Events to be scheduled and serviced can be denoted by tags. From the perspective of a scheduler, the tags arrive over time and are placed in calendar slots. In one embodiment of the invention, the tags represent virtual times at which events would occur. By scheduling the events among a plurality of tiers using a hierarchy of schedulers several levels of performance can be provided. For example, different levels of bandwidth can be provided for different communication streams. In a situation where specific bandwidth allocations are guaranteed for specific communication streams, an embodiment of the invention allows those full bandwidth allocations to be maintained for those communication streams rather than reallocating unused bandwidth among other communication streams.

By scheduling in accordance with a remainder, an embodiment of the invention allows substantial uniformity in delay through the scheduling and servicing system to be provided. For example, the variation in delay between elements of a communication stream may be maintained to within one cell time, or within the duration of a time span corresponding to a calendar entry at the tier having the highest resolution.

In one embodiment of the invention, scheduling is performed based on remainders, but servicing can be done quickly using calendar slots of an exponentially organized calendar structure independently of the remainders. To schedule events, tags are calculated. The remainders are determined and appropriate calendar slots are determined. In this embodiment, the remainders are determined based on the time an event is actually serviced, which may vary. Thus, the remainder may be positive or negative depending on the variation. In an alternate embodiment, what would otherwise be considered to be a negative remainder may be treated as being zero.

While it is often desirable to minimize delay in processing events according to the scheduling and servicing system, limitations such as a maximum bandwidth limitation can require that servicing of an event be intentionally delayed. The exponentially related calendar tiers of a calendar structure in accordance with an embodiment of the invention allow such delay to be introduced be assigning such an event to a tier of lower resolution. In such a manner, exponentially related ranges of delay can be readily provided while still avoiding the need for complex calendar structures or complex control of temporal pointers.

Servicing of the events can be performed using one slot per calendar tier. Each slot can accommodate a linked list or other queue or object. When servicing occurs, the linked list, queue, or object may be passed to another scheduling entity or the event or events corresponding to the linked list, queue, or object may be caused to occur.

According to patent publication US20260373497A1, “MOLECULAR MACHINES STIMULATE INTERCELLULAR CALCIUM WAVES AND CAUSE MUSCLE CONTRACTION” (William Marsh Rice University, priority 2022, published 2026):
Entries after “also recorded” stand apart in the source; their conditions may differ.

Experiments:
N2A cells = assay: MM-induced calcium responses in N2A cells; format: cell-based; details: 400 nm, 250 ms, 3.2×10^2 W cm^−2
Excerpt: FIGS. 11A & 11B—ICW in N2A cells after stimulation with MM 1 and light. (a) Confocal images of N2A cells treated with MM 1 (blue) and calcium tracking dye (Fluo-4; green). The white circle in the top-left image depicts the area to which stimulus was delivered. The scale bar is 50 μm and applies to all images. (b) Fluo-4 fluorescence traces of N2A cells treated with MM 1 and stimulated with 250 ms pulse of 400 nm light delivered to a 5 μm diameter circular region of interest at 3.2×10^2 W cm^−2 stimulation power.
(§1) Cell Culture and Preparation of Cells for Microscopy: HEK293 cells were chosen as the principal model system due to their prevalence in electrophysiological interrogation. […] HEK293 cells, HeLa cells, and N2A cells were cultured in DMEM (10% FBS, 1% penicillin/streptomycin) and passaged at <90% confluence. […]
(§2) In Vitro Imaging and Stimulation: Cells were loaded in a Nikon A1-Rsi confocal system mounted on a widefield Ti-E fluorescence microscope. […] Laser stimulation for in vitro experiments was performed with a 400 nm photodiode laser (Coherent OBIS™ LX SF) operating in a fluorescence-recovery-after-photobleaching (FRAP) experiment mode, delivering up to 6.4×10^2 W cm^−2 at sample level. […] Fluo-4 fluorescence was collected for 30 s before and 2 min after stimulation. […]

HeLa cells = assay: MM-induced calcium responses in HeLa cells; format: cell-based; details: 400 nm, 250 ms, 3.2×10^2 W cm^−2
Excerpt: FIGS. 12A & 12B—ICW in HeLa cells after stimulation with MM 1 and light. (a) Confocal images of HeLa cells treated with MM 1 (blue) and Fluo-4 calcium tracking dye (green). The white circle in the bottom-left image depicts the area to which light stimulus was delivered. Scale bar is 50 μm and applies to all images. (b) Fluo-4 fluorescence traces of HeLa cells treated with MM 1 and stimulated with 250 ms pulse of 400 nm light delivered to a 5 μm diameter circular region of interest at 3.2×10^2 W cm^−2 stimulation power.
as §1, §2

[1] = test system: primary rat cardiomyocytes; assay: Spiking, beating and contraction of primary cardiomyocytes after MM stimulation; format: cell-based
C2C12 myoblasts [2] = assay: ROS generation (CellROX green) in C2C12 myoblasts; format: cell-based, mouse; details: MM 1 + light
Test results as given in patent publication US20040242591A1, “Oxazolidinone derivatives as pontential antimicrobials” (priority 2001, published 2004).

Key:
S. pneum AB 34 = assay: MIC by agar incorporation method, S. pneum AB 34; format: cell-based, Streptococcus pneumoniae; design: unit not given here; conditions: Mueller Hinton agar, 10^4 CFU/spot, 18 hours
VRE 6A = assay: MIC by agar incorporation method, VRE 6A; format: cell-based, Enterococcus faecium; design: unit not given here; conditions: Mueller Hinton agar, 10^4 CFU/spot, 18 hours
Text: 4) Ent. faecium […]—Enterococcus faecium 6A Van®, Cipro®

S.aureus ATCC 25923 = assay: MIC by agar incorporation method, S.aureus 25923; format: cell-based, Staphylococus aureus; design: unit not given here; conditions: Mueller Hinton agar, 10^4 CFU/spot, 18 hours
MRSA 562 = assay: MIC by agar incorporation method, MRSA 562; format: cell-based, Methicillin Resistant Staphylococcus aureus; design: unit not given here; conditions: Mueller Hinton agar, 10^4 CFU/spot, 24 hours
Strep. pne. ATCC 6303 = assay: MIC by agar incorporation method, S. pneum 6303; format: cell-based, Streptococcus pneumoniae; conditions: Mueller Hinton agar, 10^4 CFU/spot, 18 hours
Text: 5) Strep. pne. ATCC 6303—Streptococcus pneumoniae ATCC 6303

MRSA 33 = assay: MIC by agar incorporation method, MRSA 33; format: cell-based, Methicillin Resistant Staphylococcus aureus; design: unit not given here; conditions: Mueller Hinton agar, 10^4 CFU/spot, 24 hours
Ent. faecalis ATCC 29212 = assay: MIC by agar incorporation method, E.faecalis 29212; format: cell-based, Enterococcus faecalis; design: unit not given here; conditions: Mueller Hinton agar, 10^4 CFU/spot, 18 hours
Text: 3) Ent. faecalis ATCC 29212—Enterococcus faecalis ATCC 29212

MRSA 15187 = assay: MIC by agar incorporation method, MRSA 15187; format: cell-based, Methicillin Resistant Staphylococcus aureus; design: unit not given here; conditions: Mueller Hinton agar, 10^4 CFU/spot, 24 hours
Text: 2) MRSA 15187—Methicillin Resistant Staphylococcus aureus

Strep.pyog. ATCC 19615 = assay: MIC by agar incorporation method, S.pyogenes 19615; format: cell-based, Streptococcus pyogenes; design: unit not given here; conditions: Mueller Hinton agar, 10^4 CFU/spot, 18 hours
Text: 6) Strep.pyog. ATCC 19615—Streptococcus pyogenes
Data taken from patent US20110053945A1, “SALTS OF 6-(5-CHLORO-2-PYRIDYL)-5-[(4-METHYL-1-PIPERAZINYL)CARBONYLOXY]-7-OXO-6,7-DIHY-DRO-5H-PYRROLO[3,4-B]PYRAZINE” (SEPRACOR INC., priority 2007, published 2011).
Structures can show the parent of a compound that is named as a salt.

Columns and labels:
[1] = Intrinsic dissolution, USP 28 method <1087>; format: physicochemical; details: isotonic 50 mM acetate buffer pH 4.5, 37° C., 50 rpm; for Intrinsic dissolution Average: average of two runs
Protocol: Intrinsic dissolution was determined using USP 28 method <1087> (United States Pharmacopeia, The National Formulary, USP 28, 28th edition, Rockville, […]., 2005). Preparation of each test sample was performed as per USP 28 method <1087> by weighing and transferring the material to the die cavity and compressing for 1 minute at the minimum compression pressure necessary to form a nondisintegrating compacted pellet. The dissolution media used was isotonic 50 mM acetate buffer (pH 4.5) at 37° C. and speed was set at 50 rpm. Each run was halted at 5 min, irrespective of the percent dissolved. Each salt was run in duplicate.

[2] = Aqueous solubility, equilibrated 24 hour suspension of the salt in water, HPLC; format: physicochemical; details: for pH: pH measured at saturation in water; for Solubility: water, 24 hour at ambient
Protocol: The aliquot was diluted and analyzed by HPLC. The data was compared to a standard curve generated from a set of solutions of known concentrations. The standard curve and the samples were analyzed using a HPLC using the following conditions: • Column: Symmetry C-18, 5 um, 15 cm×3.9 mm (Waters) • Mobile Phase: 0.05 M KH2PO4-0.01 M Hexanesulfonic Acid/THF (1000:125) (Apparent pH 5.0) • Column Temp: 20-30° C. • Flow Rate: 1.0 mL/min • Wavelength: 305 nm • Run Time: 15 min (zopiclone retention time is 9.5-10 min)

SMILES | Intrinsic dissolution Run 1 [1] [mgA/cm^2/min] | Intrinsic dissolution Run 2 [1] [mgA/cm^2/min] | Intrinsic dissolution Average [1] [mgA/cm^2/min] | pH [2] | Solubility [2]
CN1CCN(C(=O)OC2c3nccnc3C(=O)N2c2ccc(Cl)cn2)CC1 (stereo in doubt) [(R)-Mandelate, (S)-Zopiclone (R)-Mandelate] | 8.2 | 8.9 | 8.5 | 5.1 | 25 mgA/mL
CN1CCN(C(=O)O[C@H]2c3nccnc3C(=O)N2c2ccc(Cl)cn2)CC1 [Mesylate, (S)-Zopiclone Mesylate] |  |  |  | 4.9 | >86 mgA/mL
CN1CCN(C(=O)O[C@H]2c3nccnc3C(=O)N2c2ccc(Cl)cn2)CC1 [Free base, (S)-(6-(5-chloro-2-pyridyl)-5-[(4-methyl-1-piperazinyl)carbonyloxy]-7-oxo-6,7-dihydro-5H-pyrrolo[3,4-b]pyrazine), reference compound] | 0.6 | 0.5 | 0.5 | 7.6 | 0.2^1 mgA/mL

FIG. 5 is a block diagram illustrating a program storage device and a machine in accordance with an embodiment of the invention. Machine 501 is coupled to program storage device 502 via coupling 504. Program storage device 502 includes a program of instructions 503. The program storage device 502 is readable by the machine 501. The program storage device 502 tangibly embodies the program of instructions 503 executable by the machine 501 to perform a method of scheduling and/or servicing events. The method may include the steps recited with reference to FIG. 3 or 4 or steps recited elsewhere herein. The machine 501 may be a general-purpose computer system or a component thereof. Alternatively, the machine 501 may be specifically dedicated to performing the method steps described above.

FIG. 6 is a block diagram illustrating an example of network apparatus in conjunction with which an embodiment of the invention may be implemented. The apparatus includes a node manager 601, a control card circuit 602, a line card circuit 603, switching fabric 604, and a line card circuit 605.

The node manager 601 is coupled via connection 606 to control card circuit 602 and provides control of control card circuit 602. Control card circuit 602 is coupled via connection 607 to line card circuit 603. Control card circuit 602 is coupled via connection 608 to line card circuit 605. Control card circuit 602 provides control of line card circuit 603 and line card circuit 605. A first network connection 609 is coupled to line card circuit 603. Line card circuit 603 is coupled to switching fabric 604 via connection 610. Switching fabric 604 is coupled to line card circuit 605 via connection 611. Line card circuit 605 is coupled to a second network connection 612.

Line card circuit 603 receives network data from network connection 609 and routes the data to ports of connection 610. Switching fabric 604 contains a switching matrix that routes the ports of connection 610 to the appropriate ports of connection 611. Line card circuit 605 routes the network data from the ports of connection 611 to network connection 612. While line card circuit 603, switching fabric 604, and line card circuit 605 are illustrated as being unidirectional, passing data from left to right, these elements may be configured to pass data bidirectionally.